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Senators Introduce Resolution to Assure Australia of Alliance

President Trump speaks on the phone with Australian Prime Minister Malcolm Turnbull in the Oval Office on Jan. 28, 2017, in Washington. (AP Photo/Alex Brandon)

WASHINGTON — After last week’s dust-up over President Trump’s phone call with Australian Prime Minister Malcolm Turnbull, a bipartisan group of senators introduced a resolution to assure Australia that it’s loved and valued by the United States.

Trump was upset over a deal made between President Obama and the Australian government for the U.S. to take 1,250 refugees, including from Iran, Iraq and Afghanistan, from detention centers on Manus Island and Nauru. The president reportedly declared it his worst call of the day and accused Turnbull of wanting to send “the next Boston bombers” to America.

“When you hear about the tough phone calls I’m having, don’t worry about it,” Mr Trump told the audience,” Trump later said in D.C., after blasting the “dumb deal” on Twitter. “Just don’t worry about it. They’re tough. We have to be tough. It’s time we have to be a little tough, folks. We are taken advantage of by every nation in the world virtually. It’s not going to happen anymore.”

Chief of staff Reince Priebus and chief strategist Steve Bannon later met with Australian Ambassador Joe Hockey to smooth things over.

The new resolution introduced by Sens. Ben Cardin (D-Md.), Lamar Alexander (R-Tenn.), Edward J. Markey (D-Mass.) and Marco Rubio (R-Fla.) “reaffirms the strong alliance relationship between Australia and the United States,” “supports continued diplomatic, military, and economic cooperation between Australia and the United States” and “reaffirms the importance of a U.S.-Australia relationship based on mutual respect and befitting a close and longstanding U.S. alliance partner crucial to the preservation of our national interests in the Indo-Asia Pacific and around the world.”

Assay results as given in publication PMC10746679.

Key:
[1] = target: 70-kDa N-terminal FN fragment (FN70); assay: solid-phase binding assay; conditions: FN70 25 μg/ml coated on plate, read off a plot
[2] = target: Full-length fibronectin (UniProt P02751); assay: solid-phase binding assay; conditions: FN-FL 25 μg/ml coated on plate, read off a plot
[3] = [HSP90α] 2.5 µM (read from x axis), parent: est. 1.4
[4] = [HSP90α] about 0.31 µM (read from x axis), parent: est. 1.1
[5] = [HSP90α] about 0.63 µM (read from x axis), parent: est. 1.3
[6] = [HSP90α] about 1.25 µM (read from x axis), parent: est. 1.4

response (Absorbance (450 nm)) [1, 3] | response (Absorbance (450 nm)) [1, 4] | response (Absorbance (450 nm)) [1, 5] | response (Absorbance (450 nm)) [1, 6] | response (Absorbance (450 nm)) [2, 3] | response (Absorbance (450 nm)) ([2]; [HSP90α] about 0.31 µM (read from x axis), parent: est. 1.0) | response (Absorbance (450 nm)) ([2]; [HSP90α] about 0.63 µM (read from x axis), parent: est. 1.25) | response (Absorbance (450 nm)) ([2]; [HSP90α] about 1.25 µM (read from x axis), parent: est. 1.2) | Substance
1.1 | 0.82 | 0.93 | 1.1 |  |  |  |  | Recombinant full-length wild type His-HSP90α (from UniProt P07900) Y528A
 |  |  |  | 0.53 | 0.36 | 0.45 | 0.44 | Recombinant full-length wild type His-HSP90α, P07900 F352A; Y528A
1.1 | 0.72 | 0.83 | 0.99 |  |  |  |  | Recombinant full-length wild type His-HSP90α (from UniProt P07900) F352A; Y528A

The resolution outlines U.S.-Australian cooperation dating back to World War I and how Aussies have had Washington’s back on several key foreign policy and military objectives.

“Australia shares many of the United States’ concerns in the struggle against Islamist militancy in Southeast Asia and beyond, and is part of the global coalition to defeat the ‘so-called Islamic State (IS),'” the resolution notes, adding “the United States and Australia have enjoyed a close relationship over many successive Republican and Democratic administrations.”

Sens. Roy Blunt (R-Mo.), Dick Durbin (D-Ill.), Jeanne Shaheen (D-N.H.), Brian Schatz (D-Hawaii), Chris Coons (D-Del.) and Cory Booker (D-N.J.) signed on as original co-sponsors. Reps. Eliot Engel (D-N.Y.) and Jackie Speier (D-Calif.) introduced a companion resolution in the House.

“The people of the United States do not have better friends than the people of Australia,” declared Alexander. “As one Australian told me when my family lived in Sydney thirty years ago, ‘Well, we’re mates all right. The English may be our ancestors, but you Americans are our cousins – first cousins.’ Today, no two countries trust one another and cooperate in security arrangements more than American and Australia.”

“We trade, we stand by each other in war, we visit one another and our students study in each other’s universities,” the Tennessee Republican added. “It is always appropriate for the U.S. Senate to reaffirm the importance of that relationship.”

Markey said that “as President Trump disparages and disrespects our longstanding partners and allies, it is more vital than ever to strengthen our relationship with Australia.”

“We need to continue to strengthen our partnership with this essential ally in the decades ahead as we face common challenges in Asia and beyond,” Rubio said.